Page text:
The cast works on every level, but Emma Watson is a pure revelation, whether aided and abetted by Autotune or not. She is a voice the next generation of young girls needs to rally around. Knowing what she stands for and how she manages herself in a world that is built to obstruct her as a strong woman, makes her presence on screen all the more engaging and important. And she is enchanting at every turn.

Don’t let the cynics dissuade you. Beauty & the Beast is a magical, dazzling spectacle of pure enjoyment, even though you know how it all shakes out in the end. Each flicker of a candelabra or twirl of a ball gown is handled with the utmost of care. When I look back at my own time at Disney, I fondly recollect those moments when the real magic was being made. For every ignorant adult that couldn’t stop complaining about the long lines, or the prices, or whatever, there were dozens of children, young and old, laying eyes upon Cinderella’s castle for the first time, eyes wide and full of wonder, unsullied by the cynicisms that consume too many of us. And when a young girl in my theater, perhaps all of six years old, squealed “BELLE” when the character first pops on screen, I realize that Disney is still making magical moments. This is still the tale as old as time. And it is timeless.

phpxnctheamSTEVE CLIFTON has been writing moderately well on the Internet at this blog, Popcorn Confessional, for the better part of the last decade.  His love for movies can be traced back to the North Park Cinema in Buffalo, NY circa 1972, when his aunt took him to see Dumbo.  Now living in Maine, Steve routinely consumes as much film, television, and books as time will allow.  He also finds time to complain about winter and Buffalo sports teams.  He is a big fan of bad horror films and guacamole, and mildly amused by pandas.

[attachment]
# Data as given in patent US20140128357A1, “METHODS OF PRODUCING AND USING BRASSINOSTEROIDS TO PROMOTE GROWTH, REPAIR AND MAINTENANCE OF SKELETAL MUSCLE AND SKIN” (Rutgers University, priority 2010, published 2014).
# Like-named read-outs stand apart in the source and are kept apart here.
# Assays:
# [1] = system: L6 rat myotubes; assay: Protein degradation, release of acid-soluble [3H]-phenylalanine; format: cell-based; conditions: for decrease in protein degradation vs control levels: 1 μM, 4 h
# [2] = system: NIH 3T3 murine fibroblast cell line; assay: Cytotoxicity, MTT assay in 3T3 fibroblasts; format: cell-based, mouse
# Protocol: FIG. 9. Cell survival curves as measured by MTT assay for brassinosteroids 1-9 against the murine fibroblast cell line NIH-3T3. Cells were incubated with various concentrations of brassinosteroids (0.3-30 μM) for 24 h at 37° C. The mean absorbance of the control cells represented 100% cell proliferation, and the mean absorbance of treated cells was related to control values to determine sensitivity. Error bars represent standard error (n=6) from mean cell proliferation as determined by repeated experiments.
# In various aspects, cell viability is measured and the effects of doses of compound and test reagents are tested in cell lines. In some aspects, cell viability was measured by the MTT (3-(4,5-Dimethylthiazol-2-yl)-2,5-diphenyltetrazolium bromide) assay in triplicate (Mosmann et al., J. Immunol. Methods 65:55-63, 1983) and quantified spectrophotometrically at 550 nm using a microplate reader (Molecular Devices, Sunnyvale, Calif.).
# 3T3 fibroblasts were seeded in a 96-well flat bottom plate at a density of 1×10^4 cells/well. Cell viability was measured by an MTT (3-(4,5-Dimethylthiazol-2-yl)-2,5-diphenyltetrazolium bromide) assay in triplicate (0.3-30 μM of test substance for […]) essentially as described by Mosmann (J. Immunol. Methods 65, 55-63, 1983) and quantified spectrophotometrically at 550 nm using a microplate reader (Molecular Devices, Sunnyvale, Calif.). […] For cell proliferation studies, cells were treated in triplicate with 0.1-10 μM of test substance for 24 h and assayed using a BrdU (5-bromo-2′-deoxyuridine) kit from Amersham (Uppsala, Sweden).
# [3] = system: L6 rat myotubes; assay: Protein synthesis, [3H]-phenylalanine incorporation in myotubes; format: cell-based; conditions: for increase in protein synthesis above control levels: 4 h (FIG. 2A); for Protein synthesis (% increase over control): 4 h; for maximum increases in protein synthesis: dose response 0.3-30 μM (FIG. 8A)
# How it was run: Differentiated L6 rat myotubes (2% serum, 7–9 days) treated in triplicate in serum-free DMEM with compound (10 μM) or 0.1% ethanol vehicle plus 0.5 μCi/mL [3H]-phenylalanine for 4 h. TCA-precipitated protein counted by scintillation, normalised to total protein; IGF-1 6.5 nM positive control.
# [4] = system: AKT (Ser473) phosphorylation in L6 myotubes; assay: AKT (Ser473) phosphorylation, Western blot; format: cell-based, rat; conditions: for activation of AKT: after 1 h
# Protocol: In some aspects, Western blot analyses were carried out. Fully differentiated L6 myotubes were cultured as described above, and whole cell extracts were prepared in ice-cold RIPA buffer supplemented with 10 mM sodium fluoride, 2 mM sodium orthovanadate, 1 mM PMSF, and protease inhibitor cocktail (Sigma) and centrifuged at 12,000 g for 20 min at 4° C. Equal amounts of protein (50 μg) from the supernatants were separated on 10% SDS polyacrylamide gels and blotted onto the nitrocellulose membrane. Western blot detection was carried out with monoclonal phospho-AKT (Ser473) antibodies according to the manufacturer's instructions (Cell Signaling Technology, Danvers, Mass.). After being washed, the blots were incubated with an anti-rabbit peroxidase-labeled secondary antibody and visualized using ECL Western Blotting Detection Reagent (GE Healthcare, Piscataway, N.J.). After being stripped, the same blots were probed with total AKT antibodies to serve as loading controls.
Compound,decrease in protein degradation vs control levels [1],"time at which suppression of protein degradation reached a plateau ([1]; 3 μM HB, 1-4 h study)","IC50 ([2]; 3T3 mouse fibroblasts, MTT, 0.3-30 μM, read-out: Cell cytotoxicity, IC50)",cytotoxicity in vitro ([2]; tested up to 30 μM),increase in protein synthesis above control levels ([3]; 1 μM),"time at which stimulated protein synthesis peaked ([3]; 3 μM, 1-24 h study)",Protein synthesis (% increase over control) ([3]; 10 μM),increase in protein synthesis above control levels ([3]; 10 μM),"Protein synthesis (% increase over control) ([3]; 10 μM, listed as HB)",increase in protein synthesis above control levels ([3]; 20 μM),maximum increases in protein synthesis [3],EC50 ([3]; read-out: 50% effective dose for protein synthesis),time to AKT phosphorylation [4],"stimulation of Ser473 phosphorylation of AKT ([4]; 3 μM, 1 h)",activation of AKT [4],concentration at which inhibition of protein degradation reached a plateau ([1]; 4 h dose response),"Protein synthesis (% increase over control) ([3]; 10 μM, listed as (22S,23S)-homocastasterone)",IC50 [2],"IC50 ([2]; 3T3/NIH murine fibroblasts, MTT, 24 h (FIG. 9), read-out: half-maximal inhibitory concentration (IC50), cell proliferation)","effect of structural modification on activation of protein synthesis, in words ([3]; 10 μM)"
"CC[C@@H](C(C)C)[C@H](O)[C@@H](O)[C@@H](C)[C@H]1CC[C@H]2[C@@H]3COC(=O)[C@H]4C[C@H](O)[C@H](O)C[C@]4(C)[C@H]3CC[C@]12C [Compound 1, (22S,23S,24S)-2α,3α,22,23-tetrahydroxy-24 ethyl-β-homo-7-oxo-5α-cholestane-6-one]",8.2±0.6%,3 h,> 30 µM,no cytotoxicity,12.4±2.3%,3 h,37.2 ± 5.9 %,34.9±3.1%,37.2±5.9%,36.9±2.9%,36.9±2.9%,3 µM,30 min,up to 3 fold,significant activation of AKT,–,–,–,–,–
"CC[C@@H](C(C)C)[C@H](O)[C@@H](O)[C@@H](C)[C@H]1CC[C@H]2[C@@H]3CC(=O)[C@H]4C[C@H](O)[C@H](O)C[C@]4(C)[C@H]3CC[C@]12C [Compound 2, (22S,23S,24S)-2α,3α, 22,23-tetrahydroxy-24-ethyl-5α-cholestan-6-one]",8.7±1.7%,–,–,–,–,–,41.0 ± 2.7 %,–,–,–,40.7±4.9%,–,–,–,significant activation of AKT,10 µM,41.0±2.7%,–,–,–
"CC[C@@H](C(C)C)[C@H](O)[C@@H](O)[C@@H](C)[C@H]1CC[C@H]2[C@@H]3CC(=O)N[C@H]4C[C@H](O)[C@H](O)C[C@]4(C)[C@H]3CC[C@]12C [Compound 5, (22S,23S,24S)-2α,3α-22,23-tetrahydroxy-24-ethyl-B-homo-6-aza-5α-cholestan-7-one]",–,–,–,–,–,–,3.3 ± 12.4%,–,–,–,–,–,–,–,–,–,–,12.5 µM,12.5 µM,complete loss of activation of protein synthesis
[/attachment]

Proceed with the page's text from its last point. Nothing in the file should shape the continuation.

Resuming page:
Episode 050: Beauty and the Beast

In this landmark 50th episode, we discuss Disney’s newest live-action remake, Beauty and the Beast. Is it better than the original? Does it even matter? Is Emma Watson a good enough Belle? Are the new songs worthy of the classics? We answer these burning questions and more as we celebrate almost a year of podcasting with this magical new film.

What We’ve Been Up To – 0:02:01
(Patrick – Uglies)
(Aaron – Dogtown & the Z-Boys, One Flew Over the Cuckoo’s Nest on Cinescope, The Zookeeper’s Wife Review)

Beauty and the Beast Review – 0:18:30

The Connecting Point – 1:07:08

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Intro/Outro Music – “Air Hockey Saloon” by Chris Zabriskie

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Rate/Review us on iTunes and on your podcast app of choice! It helps bring us exposure so that we can get more people involved in the conversation. Thank you!